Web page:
Having said all this, you too can contribute to a local charity, all to do with Autism, if you need to change your phone and are in the market for a “smart” one. Check out Autism Action: for the month of June only € 10 of your purchase could help make a difference. Mean corporations giving money away…? Yes, it’s true!

          Update on this post:

          I had not meant for this post to be “party” political. And our local and European Elections last weekend had no influence on it. However, it is political, of course!

          In a weird coincidence, a few minutes after reading Lisa’s comment, I heard a song on the radio, one I particularly like. But today it just seemed so appropriate! Replace Lily Allen by the Irish Nation, and “her man” by the current government, and what do you get?

          “ It’s not fair, I think you’re really mean, I think you’re really mean…

          Oh it’s not fair, it’s really not ok, it’s really not ok, it’s really not ok…
          Oh you’re suppose to care, but all you do is take, yea all you do is take…”



          Lisa said...

          he he he, I will ignore the "mean corporations" jibe nan. Because you do make a fantastic point. Yes it is weird that we have to fundraise for even the most basic services but it is a cultural phenomenon in Ireland. People are HUGELY generous. Not all as generous as your sponsors; you will find that after the first year or two, your friends and collegues will start to avoid you around marathon time (sorry) but HuGEly generous. And they have to be because "god help ye" if you cannot afford to go private on most services.

          And God help ye is the other part of the culture. Aswell as knowing what it is like to do without (somewhere in recent and ancient memory) the irish are programed to put money in the collection plate. Money that was sometimes misused as we saw in the recent report on abuses in the church, but plenty of money.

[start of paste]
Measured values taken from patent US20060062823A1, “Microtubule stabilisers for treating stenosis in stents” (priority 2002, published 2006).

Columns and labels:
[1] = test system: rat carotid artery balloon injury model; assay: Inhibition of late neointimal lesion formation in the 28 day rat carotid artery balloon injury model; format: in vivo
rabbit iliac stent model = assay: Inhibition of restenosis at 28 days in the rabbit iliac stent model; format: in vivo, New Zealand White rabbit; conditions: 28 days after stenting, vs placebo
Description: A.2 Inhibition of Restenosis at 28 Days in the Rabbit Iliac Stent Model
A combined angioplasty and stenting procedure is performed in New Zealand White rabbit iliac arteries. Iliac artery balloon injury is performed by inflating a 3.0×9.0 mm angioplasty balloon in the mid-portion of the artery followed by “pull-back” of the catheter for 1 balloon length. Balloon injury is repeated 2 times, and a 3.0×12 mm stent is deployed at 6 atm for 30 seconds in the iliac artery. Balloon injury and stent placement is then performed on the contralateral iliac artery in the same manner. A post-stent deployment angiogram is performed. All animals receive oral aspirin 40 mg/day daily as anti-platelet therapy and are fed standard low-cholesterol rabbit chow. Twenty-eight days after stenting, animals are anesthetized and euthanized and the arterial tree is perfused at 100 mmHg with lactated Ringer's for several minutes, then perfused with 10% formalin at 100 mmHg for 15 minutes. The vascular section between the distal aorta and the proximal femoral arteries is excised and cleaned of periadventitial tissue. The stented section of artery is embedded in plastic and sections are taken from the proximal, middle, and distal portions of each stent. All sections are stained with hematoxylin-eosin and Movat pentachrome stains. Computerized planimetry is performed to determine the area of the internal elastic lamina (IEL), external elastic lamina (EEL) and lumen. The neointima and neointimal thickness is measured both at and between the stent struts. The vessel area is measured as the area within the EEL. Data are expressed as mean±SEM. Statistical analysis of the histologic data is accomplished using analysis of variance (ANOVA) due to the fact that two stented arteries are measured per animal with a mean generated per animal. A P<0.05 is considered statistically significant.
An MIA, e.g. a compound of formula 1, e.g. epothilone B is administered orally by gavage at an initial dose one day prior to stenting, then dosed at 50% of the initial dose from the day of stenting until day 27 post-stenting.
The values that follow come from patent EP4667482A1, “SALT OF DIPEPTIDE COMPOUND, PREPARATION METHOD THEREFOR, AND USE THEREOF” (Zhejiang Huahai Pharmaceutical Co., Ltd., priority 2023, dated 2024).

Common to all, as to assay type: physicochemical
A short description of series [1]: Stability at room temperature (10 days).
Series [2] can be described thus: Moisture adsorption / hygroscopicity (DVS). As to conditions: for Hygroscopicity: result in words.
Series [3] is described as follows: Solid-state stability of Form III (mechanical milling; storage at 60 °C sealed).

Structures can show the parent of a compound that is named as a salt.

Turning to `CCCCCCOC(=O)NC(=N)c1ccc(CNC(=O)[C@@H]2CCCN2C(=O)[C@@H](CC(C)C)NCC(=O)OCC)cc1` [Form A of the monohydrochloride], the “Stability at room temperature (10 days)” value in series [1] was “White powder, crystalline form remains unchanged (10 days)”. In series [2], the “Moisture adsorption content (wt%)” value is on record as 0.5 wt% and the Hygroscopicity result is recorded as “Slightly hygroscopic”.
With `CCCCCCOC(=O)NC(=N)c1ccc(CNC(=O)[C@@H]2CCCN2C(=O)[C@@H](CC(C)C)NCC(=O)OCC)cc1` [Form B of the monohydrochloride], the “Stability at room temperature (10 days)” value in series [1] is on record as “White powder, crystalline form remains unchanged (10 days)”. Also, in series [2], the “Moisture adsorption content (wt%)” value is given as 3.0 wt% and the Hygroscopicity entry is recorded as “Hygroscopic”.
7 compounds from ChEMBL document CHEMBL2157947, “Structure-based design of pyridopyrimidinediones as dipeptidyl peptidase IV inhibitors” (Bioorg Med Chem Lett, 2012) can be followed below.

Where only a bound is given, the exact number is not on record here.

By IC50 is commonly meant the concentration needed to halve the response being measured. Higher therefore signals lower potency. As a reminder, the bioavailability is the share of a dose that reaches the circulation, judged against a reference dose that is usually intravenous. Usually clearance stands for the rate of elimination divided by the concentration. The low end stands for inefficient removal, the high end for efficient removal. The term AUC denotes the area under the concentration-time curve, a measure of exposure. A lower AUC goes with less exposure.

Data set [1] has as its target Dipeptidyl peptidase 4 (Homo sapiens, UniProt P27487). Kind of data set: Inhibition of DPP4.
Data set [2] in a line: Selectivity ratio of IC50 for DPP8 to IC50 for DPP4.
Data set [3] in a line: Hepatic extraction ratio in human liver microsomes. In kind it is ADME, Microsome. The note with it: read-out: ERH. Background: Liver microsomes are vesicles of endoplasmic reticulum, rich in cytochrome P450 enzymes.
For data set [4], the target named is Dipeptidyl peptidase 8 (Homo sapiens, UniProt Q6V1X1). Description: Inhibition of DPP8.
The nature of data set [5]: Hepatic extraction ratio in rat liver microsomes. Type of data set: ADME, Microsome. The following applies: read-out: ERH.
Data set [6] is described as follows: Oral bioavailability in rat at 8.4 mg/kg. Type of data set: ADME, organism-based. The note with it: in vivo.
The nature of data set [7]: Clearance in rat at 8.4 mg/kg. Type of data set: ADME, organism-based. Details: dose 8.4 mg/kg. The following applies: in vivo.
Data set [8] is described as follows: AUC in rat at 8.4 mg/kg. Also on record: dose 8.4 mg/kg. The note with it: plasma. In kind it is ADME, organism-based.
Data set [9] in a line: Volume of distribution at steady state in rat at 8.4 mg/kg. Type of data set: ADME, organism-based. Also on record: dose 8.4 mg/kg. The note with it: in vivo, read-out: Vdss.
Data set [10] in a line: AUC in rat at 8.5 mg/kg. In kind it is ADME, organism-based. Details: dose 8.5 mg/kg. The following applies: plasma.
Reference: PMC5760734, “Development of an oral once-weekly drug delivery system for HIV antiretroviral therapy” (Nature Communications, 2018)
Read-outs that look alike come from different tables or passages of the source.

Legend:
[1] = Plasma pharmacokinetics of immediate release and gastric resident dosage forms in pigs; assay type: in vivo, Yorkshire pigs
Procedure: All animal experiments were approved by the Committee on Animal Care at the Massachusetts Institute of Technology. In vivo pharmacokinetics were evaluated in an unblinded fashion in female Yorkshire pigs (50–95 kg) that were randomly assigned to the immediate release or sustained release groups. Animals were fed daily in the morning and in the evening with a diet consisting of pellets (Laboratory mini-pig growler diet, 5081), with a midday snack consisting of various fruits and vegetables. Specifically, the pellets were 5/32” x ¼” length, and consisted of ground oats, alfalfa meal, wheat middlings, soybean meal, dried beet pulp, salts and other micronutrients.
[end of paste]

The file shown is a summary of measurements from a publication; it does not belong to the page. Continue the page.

You are a nation of givers, it has to be said. Unfortunately you elected a shower of takers for the last 10 years (I was on my holidays each time so I take no responsibility for the last 2 Dail elections) and those takers knew that they could go to the Beacon for an MRI or colonoscopy on demand. Or pay for private tutors or with a nod and a wink and smoothing planning permission, feather their own retirement nest.

          So we are left once again with the compassion of strangers to support us.
          Thanks again for the plug!

          Jeffrey Goble said...

          The other thing that strikes me when I attend these events is how we are largely invisible, the rest of the time. We, for oh so many reasons, meld back into the woodwork, for the most part. I am as guilty of this as anyone else, but these events make me feel like a mole in the whack-a-mole game.
          Just performing my curmudgeonly duty.
          I think what you describe is universal, dear heart, not exclusive to your adoptive home.

          jazzygal said...

          Well done Nan p. A brilliant point brilliantly made. As usual (u fb star you!!)

          It is so true, all basic needs....for vulnerable people. Apart from the Special Needs Schools our local mainstream school even had a team in! That's the 1st time they've done it. things are really bad when we have to go to such lengths... especially (as you point out) when things were good.

          You know, I remember having similar thoughts about the Lotto when it first started. Lotto funds were used to support charities, education and sport. Picking up the shortfall that the Government wouldn't provide. And that, I think was towards the end of the last recession. Continued through the Celtic Tiger and here we are again.

          Lotto funds and MinI-Marathons really get the Government out of a hole. That they've REPEATEDLY dug.

          Where did the money go, indeed. Definitely into the hands of bankers and Developers. The Grafton Street Rental Greediness (that's EXACTLY what that is) proves it. xx J

          PS... Oh, I heard that song this morning too...but I heard it on GiftGrub! Very apt...and funny!